In a speech he delivered two days ago in southern Beirut, Hizbullah's secretary general called on Shiites in Lebanon not to fear a new civil war in the country. Only the weak side fears such possibility, and we're not weak," he said.
Nasrallah's speech followed the resignation of Shiite ministers from the anti-Syrian Lebanon government, which rejected Hizbullah's demand to receive more government seats and in fact gain veto power over any future government decision.
The timing of the crisis is not coincidental. Despite the crisis, Lebanon's government adopted two days ago the United Nations' proposal to establish an international court in order to try the accused in the killing of former Lebanon Prime Minister Rafik al-Hariri.
The accused have not yet been identified, but Hizbullah and Damascus apparently have a good reason for concern. The court could demand the extradition and indictment of senior Syrian figures close to President Assad who were mentioned as possibly involved in the murder earlier.
Yet Hizbullah's opponents are not quick to surrender and promise to fight back. After all, any concession to Nasrallah will turn him into the decision maker within Lebanese politics and into Lebanon's strongman.
Nasrallah is in fact uninterested in a civil war. He wants quiet and stability that would allow him to rehabilitate his organization. He and his Shiite supporters are still licking the wounds of the last war.
Yet Nasrallah is a gambler by nature. In July, too, he gambled that Israel would not be responding to the abduction of IDF soldiers. However, at that time he lost the gamble, and Nasrallah and his supporters were forced to pay a heavy price.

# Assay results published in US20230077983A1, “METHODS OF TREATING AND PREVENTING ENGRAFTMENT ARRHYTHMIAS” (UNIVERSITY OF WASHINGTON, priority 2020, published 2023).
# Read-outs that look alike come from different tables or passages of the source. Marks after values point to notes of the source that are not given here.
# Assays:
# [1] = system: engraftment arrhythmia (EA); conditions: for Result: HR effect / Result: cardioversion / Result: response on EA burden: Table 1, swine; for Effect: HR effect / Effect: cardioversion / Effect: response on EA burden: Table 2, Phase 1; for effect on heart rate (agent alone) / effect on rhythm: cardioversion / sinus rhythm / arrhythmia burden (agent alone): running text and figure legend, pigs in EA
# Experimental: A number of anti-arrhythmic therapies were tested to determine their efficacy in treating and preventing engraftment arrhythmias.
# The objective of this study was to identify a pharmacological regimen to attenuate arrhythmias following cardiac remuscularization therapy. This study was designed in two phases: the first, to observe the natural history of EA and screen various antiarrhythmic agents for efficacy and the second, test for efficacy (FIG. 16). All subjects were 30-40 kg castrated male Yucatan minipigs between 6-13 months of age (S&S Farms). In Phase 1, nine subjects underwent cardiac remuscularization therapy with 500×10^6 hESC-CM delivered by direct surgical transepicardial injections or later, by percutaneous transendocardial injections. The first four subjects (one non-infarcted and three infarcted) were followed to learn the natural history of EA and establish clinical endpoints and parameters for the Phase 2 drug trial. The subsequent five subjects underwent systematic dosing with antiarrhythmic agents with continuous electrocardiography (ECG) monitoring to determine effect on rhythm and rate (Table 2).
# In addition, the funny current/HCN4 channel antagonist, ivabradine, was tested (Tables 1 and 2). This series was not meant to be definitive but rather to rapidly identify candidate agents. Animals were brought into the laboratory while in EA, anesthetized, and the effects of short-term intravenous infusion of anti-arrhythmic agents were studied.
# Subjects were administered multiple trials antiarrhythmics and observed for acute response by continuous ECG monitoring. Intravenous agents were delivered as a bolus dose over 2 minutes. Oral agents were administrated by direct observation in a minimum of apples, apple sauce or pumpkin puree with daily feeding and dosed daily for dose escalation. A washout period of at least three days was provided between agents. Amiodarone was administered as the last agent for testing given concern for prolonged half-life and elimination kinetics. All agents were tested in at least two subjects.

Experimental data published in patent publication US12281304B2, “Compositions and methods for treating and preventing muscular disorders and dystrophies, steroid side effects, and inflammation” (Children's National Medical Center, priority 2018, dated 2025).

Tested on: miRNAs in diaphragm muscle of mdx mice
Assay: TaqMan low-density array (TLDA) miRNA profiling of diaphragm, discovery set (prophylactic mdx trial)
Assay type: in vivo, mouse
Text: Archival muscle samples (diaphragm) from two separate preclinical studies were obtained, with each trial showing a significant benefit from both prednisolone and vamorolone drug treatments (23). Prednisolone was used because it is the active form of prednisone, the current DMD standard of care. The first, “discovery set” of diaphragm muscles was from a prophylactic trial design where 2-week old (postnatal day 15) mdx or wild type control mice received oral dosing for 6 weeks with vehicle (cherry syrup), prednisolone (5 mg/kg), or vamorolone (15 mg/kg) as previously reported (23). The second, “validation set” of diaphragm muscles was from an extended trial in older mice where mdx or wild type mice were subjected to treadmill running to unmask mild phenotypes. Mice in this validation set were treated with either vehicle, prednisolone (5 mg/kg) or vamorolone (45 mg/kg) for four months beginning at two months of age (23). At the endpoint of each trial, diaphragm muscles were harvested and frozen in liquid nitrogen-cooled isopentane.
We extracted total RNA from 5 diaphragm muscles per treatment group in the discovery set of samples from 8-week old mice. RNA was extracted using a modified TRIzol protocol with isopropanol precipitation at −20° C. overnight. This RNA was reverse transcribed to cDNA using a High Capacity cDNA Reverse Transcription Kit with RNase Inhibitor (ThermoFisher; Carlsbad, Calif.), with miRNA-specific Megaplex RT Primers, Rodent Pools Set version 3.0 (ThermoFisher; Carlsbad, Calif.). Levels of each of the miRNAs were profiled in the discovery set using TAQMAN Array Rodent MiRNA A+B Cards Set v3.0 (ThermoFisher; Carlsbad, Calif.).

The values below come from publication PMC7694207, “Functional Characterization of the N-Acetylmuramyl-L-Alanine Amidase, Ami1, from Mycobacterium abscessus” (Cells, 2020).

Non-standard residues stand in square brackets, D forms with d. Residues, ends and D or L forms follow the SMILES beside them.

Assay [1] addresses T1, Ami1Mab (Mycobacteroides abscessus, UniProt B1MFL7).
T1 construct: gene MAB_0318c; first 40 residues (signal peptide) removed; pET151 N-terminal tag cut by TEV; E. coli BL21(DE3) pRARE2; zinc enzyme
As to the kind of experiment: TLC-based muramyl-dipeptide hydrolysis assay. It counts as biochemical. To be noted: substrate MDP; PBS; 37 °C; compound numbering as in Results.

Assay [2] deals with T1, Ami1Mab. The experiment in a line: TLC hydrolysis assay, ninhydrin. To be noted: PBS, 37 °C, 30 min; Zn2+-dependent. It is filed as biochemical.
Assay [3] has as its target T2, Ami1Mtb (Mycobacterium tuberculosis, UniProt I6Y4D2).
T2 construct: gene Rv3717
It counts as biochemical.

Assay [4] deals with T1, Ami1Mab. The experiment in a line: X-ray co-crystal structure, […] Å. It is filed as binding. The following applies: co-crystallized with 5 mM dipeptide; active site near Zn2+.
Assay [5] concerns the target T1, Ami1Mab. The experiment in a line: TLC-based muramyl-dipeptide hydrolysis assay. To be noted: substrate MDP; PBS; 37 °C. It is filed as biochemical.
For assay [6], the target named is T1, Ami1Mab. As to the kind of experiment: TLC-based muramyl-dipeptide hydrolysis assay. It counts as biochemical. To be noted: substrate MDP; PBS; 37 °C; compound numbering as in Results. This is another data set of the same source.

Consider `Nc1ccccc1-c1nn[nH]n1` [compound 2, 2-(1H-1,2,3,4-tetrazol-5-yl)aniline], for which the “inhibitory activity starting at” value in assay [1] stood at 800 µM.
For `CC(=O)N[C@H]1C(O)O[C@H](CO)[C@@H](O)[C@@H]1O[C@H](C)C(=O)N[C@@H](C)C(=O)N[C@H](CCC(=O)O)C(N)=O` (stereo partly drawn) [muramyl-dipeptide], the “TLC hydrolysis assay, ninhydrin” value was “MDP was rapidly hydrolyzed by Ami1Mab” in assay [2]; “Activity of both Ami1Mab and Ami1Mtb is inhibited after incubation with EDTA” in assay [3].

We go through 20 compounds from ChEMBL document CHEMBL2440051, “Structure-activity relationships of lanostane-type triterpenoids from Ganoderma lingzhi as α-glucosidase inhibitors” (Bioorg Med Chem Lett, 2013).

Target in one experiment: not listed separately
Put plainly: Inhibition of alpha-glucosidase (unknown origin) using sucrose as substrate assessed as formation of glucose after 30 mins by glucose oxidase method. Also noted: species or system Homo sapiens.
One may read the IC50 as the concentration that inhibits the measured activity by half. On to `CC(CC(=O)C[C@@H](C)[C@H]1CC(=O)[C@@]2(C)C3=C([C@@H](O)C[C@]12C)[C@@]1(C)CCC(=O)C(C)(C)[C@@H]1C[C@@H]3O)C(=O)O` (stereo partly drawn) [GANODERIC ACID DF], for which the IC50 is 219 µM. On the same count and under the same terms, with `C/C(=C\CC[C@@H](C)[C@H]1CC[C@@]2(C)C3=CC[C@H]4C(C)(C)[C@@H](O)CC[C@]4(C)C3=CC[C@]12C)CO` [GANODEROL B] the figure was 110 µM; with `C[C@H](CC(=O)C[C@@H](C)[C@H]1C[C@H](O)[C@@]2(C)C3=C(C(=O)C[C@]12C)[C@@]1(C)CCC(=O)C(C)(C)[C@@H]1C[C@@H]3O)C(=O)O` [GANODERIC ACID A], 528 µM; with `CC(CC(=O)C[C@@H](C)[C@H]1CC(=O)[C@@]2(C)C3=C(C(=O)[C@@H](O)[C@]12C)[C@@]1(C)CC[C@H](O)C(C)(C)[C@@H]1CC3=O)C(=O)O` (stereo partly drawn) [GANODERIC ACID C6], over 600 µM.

War created fragile reality
Now, he is gambling again, that eventually his opponents will cave in. The problem is that none of the Lebanese poker players have anything to lose any more. After all, any concession in the face of demands means handing over power in the country to Nasrallah, and this was not the aim behind Prime Minister Siniora and his colleagues' willingness to go such a long way.
It is possible that the compromise will be found at the last moment and everyone will continue to the next crisis. Yet another possibility is that Lebanon will find itself facing a grave crisis and even a renewed civil war.
For Israel, the conclusions of this crisis are clear. First, the last war and Security Council Resolution 1701 created a fragile, unstable reality on our northern border. Those comforted by the deployment of the Lebanese army and the international force may discover that once fire is exchanged in Beirut, these forces would be the first ones to leave the area.
Secondly, Nasrallah's willingness to challenge the Lebanese system's stability shows that he feels self-confidence and possibly believes that he regained the power and status lost during the war.
This raises the concern that sooner or later he will seek to revert the situation along the border with Israel to the reality that prevailed on the eve of July 12, 2006. After all, those who threaten a civil war within Lebanon would not be deterred from renewing their activity against Israel along the border.
Prof. Zisser heads the Middle Eastern History Department at Tel Aviv University